Possible Recessionary Market Indicators?
Oil prices are at a 7-month high
Oil prices held steady in Asian electronic trading Tuesday after hitting a seven-month high in New York the previous day amid concerns that Iran's nuclear standoff and violence in Nigeria could undermine supplies.Light, sweet crude for May delivery rose 1 cent to US$68.75 a barrel on the New York Mercantile Exchange, midmorning in Singapore.
Chief among the oil-market fears these days are Iran's nuclear standoff with the international community and violence in Nigeria that has forced the shutdown of more than half a million barrels a day of supply. Both Iran and Nigeria are members of OPEC.Another source of concern is that more than 300,000 barrels per day of Gulf of Mexico production remains off the market as a result of last summer's hurricanes.
Gasoline prices up 17 cents a gallon in the last 2 weeks
NEW YORK (CNNMoney.com) - American drivers are being socked with skyrocketing gasoline prices and could even see shortages this summer as refineries struggle to switch additives that make cleaner burning fuel.
Nationwide, average gas prices shot up another cent and a half Monday to $2.676 for a gallon of regular, according to a survey by AAA. A year ago the average was $2.272.
The jump adds to a trend seen over the last month or so.
Over the last two weeks gasoline prices have surged 17 cents per gallon, said Trilby Lundberg, publisher of the Lundberg Survey, which tallied prices March 24 and April 7 for its latest survey released Sunday.
Dollar was up—Fed may raise rates more than initially anticipated
April 10 (Bloomberg) -- The dollar advanced for a third day against the yen on anticipation the Federal Reserve may increase borrowing costs twice more this year as the economy strengthens.
Traders have been increasing bets the Fed will raise its main rate to as high as 5.25 percent since a government report on April 7 showed the economy added more jobs than economists forecast. Yields on 10-year U.S. Treasuries near four-year highs may also attract demand from international investors.
Gold Speeds through $600—a 25 year high
SINGAPORE (Reuters) - Gold spiked to $600.40 an ounce on Tuesday, its highest since December 1980, as funds bought on worries about inflation, Middle East tensions and uncertainties over the dollar's outlook.
Silver tracked gold's gains and rose to another 23-year high before retreating, while platinum paused for breath after hitting a record high the previous day.
"We're there mate, we've done it," said Darren Heathcote, head of trading at N M Rothschild in Sydney.
Tensions in the Middle East over Iran's nuclear intentions, uncertainty about the dollar's outlook, worries about rising energy costs and speculation that central banks will diversify into metals have also boosted gold's appeal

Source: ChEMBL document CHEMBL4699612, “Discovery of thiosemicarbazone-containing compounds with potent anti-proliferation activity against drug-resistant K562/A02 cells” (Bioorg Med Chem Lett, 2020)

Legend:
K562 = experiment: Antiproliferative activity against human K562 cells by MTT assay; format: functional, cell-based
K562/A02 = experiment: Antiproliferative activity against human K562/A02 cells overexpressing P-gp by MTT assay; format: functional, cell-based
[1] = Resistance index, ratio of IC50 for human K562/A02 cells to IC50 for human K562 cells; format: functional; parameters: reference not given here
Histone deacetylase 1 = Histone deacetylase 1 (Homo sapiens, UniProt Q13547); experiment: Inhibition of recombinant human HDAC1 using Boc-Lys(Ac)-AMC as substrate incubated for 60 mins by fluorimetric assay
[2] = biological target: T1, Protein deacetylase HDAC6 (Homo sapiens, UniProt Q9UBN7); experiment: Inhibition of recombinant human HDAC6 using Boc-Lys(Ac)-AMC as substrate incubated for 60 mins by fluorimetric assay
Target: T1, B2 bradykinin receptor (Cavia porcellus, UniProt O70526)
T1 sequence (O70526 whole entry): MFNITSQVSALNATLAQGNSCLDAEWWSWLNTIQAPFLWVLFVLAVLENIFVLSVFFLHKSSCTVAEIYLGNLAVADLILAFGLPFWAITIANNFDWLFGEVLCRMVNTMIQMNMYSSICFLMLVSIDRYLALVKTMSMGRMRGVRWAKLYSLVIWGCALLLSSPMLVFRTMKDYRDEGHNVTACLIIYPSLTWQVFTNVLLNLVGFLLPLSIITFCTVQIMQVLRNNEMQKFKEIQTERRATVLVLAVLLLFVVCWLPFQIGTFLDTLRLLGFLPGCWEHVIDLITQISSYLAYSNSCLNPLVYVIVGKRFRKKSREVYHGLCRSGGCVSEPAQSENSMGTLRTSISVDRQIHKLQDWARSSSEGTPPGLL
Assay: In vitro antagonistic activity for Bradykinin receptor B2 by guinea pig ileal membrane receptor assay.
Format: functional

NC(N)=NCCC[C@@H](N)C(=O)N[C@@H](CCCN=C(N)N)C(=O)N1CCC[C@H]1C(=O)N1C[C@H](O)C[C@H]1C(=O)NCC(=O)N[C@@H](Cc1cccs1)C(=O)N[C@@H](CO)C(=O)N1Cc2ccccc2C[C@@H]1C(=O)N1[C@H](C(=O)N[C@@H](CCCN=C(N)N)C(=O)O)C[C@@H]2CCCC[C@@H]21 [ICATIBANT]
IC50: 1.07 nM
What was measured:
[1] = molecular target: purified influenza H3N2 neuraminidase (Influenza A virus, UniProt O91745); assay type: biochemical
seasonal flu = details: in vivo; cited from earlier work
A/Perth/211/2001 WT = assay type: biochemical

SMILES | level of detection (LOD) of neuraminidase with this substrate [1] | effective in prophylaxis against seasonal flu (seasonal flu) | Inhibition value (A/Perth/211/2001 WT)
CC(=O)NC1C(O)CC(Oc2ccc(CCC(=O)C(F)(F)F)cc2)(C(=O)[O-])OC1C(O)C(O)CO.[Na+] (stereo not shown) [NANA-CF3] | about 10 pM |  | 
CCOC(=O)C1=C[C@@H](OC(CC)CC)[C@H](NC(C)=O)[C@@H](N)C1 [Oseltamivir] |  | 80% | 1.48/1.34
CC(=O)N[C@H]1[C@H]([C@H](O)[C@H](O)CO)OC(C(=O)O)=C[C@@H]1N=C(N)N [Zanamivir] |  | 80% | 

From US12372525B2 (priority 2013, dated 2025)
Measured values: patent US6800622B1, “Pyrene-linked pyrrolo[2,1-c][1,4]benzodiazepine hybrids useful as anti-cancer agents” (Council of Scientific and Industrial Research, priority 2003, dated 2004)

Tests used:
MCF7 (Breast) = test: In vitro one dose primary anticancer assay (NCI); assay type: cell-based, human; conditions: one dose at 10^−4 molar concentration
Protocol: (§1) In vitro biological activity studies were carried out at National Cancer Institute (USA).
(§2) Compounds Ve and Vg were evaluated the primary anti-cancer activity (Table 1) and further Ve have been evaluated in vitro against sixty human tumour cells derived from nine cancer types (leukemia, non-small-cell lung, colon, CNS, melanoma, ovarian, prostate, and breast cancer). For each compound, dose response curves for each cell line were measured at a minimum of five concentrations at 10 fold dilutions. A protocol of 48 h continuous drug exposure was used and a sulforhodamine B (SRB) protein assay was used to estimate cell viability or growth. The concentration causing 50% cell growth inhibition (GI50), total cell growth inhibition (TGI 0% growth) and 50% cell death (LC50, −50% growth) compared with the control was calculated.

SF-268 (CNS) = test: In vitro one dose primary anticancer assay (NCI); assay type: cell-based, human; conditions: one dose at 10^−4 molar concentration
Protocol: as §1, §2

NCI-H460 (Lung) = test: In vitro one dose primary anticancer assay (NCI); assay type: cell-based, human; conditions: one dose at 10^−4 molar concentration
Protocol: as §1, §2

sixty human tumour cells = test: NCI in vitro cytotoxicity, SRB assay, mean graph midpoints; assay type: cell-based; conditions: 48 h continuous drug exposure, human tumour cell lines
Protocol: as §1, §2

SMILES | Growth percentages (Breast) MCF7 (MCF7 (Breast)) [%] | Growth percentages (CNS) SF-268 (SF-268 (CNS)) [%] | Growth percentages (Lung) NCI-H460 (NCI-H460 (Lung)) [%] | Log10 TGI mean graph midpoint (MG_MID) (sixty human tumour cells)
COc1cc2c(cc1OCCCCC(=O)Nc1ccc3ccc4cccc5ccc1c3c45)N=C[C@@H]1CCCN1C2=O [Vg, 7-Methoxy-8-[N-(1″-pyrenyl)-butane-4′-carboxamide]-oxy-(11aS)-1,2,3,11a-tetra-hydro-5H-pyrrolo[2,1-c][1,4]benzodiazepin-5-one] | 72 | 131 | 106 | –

Silver also climbs to new 23 year high
Gold prices rose to 25-year highs in Asia, as investors bought the metal to hedge against inflation. Silver climbed to a 23-year high and copper rose to a record in Shanghai.
Reports the U.S. is planning military strikes against Iran, the world's fourth-biggest oil producer, pushed up energy prices and boosted the appeal of safe haven assets.
Investment funds are also pouring money into commodities such as copper, used to make wires and pipes, betting their returns will beat those on stocks and bonds.
``There's a heightened level of funds coming into the metals in the second quarter,'' said Mark Pervan, head of research at Daiwa Securities SMBC in Melbourne. ``The higher oil prices also bode well for'' precious metals.
Central banks are rumored to be buying gold
The upward march in commodity prices picked up even further pace overnight as a combination of geopolitical tensions over Iran, supply concerns, fund diversification and sheer momentum drove prices higher across precious, base metal and oil markets.
Alongside the geopolitical concerns are worries about the US dollar at a time of mounting imbalances in the world economy. Central banks are rumored to be buying gold as a hedge against a collapse in the greenback, while momentum-chasing funds are jumping on the bandwagon.
Something is up in the world and the markets are talking. I believe we will soon see a rapidly slowing economy as higher energy prices and interest rates begin to hurt the already overextended consumer, while simultaneously US housing inventories swell causing home prices to fall--taking away the wealth effect and US consumer spending (70% of our economy).
It's probably a good time to get ready for the looming recession--right around the next corner... IMHO, I believe it'll be a monster this time.